It’s no simple task, but there is growth in recovery.
The Case Study:
Small business owners desperately need time off and every year, around the holidays, entrepreneurs learn that it’s tough to take even a week or two off; even a few days can be tough. The self-employed person pays for their ‘fun’ twice: the cost of paying for those holiday gifts, and the revenue lost from not working. It is tempting to just keep grinding away, but actually that can be counter-productive. By finding some time to reflect and recover some of the best ideas and marketing approaches can be hatched.
Here are a few suggestions on how to make your time count:
Let your clients know if they need anything to let you know in advance. You don’t want to have any unnecessary stress right before your much needed break, and you must avoid the half work/ half break trap that so many can fall victim to.
Watch Your Business Cycle:
Understand what your business demands will be and leave space for last minute demands.
Set an auto responder for your emails to let the customer know what to expect.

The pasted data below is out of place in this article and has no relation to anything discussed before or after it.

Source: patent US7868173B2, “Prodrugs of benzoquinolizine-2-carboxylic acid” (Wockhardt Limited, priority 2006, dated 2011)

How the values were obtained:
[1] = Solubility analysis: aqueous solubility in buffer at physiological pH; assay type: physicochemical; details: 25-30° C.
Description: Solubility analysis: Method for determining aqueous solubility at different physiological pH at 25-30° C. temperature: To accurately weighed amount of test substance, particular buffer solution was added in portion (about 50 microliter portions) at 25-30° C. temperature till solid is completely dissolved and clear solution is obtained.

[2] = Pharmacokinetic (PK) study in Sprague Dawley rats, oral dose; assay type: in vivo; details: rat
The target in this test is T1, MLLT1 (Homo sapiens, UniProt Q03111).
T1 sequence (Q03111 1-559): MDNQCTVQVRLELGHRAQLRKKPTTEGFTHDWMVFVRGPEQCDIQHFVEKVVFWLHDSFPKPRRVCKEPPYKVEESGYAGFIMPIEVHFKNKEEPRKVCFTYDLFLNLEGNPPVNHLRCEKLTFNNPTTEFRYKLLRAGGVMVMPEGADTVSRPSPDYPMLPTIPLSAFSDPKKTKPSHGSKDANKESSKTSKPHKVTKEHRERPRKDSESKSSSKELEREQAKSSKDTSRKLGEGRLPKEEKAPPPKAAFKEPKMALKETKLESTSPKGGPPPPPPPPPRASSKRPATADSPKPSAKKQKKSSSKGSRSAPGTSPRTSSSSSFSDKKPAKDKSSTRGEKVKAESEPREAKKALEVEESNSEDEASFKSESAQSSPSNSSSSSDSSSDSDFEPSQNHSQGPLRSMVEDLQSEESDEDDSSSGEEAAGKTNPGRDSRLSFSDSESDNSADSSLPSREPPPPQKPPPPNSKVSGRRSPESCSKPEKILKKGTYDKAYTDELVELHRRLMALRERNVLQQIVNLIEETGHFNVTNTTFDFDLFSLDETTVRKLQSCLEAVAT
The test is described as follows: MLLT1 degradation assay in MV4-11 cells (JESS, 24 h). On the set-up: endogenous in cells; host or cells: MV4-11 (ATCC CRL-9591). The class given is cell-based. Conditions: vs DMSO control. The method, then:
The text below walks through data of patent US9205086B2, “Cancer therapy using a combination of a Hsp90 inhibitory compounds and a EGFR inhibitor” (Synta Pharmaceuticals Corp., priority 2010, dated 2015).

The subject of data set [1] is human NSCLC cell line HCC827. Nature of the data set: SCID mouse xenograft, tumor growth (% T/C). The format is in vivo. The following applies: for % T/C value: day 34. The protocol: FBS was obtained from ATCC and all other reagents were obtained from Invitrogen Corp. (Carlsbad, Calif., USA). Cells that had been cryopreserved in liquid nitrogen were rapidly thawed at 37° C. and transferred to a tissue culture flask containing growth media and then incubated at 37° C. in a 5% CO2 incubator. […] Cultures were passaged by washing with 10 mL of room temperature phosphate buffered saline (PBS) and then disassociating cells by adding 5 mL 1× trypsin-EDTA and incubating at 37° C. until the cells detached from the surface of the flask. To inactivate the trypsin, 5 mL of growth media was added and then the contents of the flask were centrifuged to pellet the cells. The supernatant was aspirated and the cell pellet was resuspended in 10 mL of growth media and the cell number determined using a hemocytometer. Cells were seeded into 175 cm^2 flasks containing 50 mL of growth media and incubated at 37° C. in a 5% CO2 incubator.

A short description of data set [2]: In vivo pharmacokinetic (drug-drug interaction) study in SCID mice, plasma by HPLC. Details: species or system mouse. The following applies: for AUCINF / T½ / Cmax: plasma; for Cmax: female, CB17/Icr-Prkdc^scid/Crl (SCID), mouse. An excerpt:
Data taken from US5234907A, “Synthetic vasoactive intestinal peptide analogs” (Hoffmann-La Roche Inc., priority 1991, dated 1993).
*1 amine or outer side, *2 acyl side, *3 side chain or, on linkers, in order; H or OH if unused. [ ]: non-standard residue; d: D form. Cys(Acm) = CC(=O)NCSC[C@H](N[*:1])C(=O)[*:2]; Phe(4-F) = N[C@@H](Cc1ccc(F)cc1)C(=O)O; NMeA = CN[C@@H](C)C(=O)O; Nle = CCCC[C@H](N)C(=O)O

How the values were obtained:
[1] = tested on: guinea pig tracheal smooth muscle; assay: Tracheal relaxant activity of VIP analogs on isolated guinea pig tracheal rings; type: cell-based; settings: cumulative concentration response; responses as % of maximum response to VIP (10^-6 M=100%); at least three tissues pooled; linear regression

If You Must:
I recommended make a commitment to a limited schedule of “work breaks.” For example, try to schedule one hour a day and stick to that time frame. Choose three to five high level tasks you need to accomplish in that time frame. Stick to your starting and ending time!
The benefits of time off can be preventative in nature. Time off can curb burnout, stress, and the mental and emotional effects that tend to follow a non-stop, work-only lifestyle. Aside from these obvious benefits, a commitment to taking time off is a commitment to work-life balance that says to the people in my life (e.g. family and friends) they are as important or more important than work. With this in mind, I wish you a wonderful, relaxing yet productive and prosperous holiday season!